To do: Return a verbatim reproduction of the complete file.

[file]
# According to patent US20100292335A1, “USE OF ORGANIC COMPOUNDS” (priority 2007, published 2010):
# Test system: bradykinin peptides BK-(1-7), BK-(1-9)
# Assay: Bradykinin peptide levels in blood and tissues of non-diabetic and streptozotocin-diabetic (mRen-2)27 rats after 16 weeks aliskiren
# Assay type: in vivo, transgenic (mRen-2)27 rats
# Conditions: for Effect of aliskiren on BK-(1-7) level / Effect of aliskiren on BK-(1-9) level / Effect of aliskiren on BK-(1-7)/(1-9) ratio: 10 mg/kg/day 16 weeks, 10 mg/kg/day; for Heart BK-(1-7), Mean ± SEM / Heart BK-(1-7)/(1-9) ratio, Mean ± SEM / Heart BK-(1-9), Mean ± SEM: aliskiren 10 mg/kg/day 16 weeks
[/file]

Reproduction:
# According to patent US20100292335A1, “USE OF ORGANIC COMPOUNDS” (priority 2007, published 2010):
# Test system: bradykinin peptides BK-(1-7), BK-(1-9)
# Assay: Bradykinin peptide levels in blood and tissues of non-diabetic and streptozotocin-diabetic (mRen-2)27 rats after 16 weeks aliskiren
# Assay type: in vivo, transgenic (mRen-2)27 rats
# Conditions: for Effect of aliskiren on BK-(1-7) level / Effect of aliskiren on BK-(1-9) level / Effect of aliskiren on BK-(1-7)/(1-9) ratio: 10 mg/kg/day 16 weeks, 10 mg/kg/day; for Heart BK-(1-7), Mean ± SEM / Heart BK-(1-7)/(1-9) ratio, Mean ± SEM / Heart BK-(1-9), Mean ± SEM: aliskiren 10 mg/kg/day 16 weeks